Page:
Kentucky Divorce Laws - What You Need to Know!
Getting a divorce can be disconcerting if you aren't aware of the different laws that govern it in Kentucky. Forewarned is forearmed so you may want to know exactly what the Kentucky legislature has to say about it.
Grounds for Divorce
Kentucky doesn't have at-fault divorce available so the only means of getting a divorce is to file a Petition for the Dissolution of Marriage document with the court of the county in which you or your spouse have been living for at least 180 days before filing. Irretrievable breakdown is the actual term used to define what has occurred in the marriage. Both of you have to make an oath or affirmation that the there is no hope of saving the marriage in any way. The only other way to get a divorce is to make the oath or affirmation and hope that your spouse does not disagree. If your spouse doesn't answer the oath, that is taken as an affirmation in and of itself.
You need to have been living apart for 60 days before the affirmation is able to be made. You can live in the same house, however you must not have had any sexual relations during that time. There will a conciliation conference to determine the truth of the affirmations as part of the hearing for the divorce.
Another word for this is a "no-fault" divorce. There cannot be any wrongdoing named in the petition for divorce, only irreconcilable differences. The only time that fault can be named as grounds for divorce is to determine alimony or property division, not for the divorce itself.
Kentucky is an "equitable property division" state. This means that anything you earn during the marriage is yours to keep, and your spouse can keep his or hers as well. This must be provable and you may be asked to submit pay stubs, income tax forms and possibly W-9s. In any case, the more documentation you have the better you will be able to plead your case. If there is any property in your name alone or your spouse's name only, the property is yours, however, in a divorce, just because you own it doesn't mean that the judge can't divide it and allow your spouse to manage a portion or even sell it. It isn't always fair and equitable.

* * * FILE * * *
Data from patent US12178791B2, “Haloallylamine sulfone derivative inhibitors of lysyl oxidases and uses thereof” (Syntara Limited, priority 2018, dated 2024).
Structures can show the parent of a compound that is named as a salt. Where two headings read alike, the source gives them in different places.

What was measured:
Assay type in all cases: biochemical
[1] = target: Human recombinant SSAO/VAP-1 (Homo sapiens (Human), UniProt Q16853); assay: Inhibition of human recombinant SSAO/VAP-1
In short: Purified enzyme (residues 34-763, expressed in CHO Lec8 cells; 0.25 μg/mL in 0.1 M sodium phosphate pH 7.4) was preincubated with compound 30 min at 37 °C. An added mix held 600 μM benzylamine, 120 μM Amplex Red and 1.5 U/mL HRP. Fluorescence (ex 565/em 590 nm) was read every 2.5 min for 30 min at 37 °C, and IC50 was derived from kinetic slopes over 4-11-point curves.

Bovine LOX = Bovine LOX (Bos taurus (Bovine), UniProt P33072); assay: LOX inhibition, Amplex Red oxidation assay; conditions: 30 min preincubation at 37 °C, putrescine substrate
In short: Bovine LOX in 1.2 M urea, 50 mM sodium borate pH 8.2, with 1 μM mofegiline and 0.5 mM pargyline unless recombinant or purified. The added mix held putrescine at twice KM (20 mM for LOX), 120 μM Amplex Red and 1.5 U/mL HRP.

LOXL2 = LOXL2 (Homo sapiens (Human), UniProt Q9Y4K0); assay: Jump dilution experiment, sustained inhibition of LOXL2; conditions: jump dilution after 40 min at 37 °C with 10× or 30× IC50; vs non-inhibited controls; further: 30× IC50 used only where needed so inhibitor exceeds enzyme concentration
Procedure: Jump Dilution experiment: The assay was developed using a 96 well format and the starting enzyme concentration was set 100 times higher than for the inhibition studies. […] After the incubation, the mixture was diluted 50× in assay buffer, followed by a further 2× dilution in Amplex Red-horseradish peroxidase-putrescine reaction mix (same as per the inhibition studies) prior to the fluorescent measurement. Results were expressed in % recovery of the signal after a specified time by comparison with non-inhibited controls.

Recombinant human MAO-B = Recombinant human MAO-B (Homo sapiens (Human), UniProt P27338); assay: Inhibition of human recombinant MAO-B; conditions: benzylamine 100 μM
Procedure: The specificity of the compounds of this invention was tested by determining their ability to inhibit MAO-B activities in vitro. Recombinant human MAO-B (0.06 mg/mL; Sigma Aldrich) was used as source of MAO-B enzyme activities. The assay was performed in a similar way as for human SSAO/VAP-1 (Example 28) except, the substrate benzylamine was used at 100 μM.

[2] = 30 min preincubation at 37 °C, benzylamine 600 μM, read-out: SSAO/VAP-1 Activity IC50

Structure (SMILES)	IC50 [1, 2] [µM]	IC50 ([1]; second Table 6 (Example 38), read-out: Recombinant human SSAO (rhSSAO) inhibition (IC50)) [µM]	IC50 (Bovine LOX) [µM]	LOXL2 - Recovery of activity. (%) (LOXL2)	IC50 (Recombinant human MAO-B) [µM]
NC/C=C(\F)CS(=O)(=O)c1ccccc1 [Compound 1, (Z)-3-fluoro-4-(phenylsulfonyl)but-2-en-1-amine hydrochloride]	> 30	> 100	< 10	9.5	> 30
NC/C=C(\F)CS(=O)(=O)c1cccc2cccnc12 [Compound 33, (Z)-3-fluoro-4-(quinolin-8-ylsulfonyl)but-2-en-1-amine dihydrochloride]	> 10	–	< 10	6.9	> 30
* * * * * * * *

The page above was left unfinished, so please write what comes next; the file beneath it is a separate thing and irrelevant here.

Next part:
The state of Kentucky puts the best interests of the child before the wants and wishes of the parents. The court wants the child to have contact with both parents after the divorce, and the judge, most of the time, will rule that joint custody is the answer to the child custody issues that arise. The court will read the documentation you present and may even call you in for questioning. The child may also have a say in what he or she desires.
The question of child support is hotly debated in a divorce by both parents. The standard of living to which the child is accustomed is taken into consideration as well as the income generated by both parents. Both parents are required to support the child and the child should not be made to suffer because of the dissolution of the marriage. The court will take into consideration how much time each parent spends with the child. If one of the parents is able to make more income but does not take action to accomplish this, the court may demand that this be done.
Being aware of the state laws of Kentucky when it comes to divorcing is imperative. If you are getting a divorce, you may want to contact an attorney who can make a generally unpleasant situation proceed as efficiently as possible.
The information on this page is meant to provide a general overview of the law. The laws in your state and/or city may deviate significantly from those described here. If you have specific questions related to your situation you should speak with a local attorney.